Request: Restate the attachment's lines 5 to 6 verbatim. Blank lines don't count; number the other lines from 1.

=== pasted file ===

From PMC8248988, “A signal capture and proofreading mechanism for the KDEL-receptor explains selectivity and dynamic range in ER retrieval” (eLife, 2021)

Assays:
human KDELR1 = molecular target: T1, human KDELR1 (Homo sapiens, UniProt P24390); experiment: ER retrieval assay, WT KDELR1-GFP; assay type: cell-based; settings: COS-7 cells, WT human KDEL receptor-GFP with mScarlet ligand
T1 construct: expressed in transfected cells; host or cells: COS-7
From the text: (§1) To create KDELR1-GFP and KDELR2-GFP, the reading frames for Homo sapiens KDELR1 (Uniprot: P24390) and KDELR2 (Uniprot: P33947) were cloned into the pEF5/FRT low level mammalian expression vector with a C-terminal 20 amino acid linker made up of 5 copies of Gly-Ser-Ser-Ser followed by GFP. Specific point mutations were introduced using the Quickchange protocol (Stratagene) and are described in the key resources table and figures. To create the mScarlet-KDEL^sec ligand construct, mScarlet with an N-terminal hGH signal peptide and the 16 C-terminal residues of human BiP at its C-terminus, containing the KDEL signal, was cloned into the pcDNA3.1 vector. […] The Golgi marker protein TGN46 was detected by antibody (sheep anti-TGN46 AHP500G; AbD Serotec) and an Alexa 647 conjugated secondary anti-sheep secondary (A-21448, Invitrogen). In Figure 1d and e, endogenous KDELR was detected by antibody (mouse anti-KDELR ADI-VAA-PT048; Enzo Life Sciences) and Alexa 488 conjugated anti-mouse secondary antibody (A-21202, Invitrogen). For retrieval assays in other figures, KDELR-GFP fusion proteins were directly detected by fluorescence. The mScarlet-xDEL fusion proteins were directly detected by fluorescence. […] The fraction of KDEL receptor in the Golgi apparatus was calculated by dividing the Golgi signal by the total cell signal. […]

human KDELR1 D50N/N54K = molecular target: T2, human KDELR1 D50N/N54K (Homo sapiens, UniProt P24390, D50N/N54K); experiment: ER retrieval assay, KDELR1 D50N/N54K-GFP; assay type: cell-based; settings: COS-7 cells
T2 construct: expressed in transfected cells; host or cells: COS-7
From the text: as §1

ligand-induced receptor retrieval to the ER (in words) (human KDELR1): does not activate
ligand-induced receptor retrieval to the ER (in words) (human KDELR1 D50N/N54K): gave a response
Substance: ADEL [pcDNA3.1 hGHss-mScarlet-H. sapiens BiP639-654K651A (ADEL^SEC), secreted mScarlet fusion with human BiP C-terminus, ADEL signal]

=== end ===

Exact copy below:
From the text: (§1) To create KDELR1-GFP and KDELR2-GFP, the reading frames for Homo sapiens KDELR1 (Uniprot: P24390) and KDELR2 (Uniprot: P33947) were cloned into the pEF5/FRT low level mammalian expression vector with a C-terminal 20 amino acid linker made up of 5 copies of Gly-Ser-Ser-Ser followed by GFP. Specific point mutations were introduced using the Quickchange protocol (Stratagene) and are described in the key resources table and figures. To create the mScarlet-KDEL^sec ligand construct, mScarlet with an N-terminal hGH signal peptide and the 16 C-terminal residues of human BiP at its C-terminus, containing the KDEL signal, was cloned into the pcDNA3.1 vector. […] The Golgi marker protein TGN46 was detected by antibody (sheep anti-TGN46 AHP500G; AbD Serotec) and an Alexa 647 conjugated secondary anti-sheep secondary (A-21448, Invitrogen). In Figure 1d and e, endogenous KDELR was detected by antibody (mouse anti-KDELR ADI-VAA-PT048; Enzo Life Sciences) and Alexa 488 conjugated anti-mouse secondary antibody (A-21202, Invitrogen). For retrieval assays in other figures, KDELR-GFP fusion proteins were directly detected by fluorescence. The mScarlet-xDEL fusion proteins were directly detected by fluorescence. […] The fraction of KDEL receptor in the Golgi apparatus was calculated by dividing the Golgi signal by the total cell signal. […]

human KDELR1 D50N/N54K = molecular target: T2, human KDELR1 D50N/N54K (Homo sapiens, UniProt P24390, D50N/N54K); experiment: ER retrieval assay, KDELR1 D50N/N54K-GFP; assay type: cell-based; settings: COS-7 cells